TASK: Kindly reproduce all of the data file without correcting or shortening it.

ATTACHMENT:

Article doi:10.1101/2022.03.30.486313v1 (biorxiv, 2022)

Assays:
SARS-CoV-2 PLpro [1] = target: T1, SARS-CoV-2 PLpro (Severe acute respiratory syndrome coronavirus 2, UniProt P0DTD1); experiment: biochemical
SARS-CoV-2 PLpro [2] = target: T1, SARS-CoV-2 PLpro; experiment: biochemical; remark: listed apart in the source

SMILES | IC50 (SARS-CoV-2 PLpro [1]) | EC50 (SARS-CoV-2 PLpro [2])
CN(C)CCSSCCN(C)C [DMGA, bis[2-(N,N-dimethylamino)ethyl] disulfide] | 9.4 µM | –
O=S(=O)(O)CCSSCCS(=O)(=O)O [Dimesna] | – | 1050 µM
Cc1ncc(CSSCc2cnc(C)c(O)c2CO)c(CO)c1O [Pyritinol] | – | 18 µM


Article doi:10.1101/2022.03.30.486313v1 (biorxiv, 2022)

Assays:
SARS-CoV-2 PLpro [1] = target: T1, SARS-CoV-2 PLpro (Severe acute respiratory syndrome coronavirus 2, UniProt P0DTD1); experiment: biochemical
SARS-CoV-2 PLpro [2] = target: T1, SARS-CoV-2 PLpro; experiment: biochemical; remark: listed apart in the source

SMILES | IC50 (SARS-CoV-2 PLpro [1]) | EC50 (SARS-CoV-2 PLpro [2])
CN(C)CCSSCCN(C)C [DMGA, bis[2-(N,N-dimethylamino)ethyl] disulfide] | 9.4 µM | –
O=S(=O)(O)CCSSCCS(=O)(=O)O [Dimesna] | – | 1050 µM
Cc1ncc(CSSCc2cnc(C)c(O)c2CO)c(CO)c1O [Pyritinol] | – | 18 µM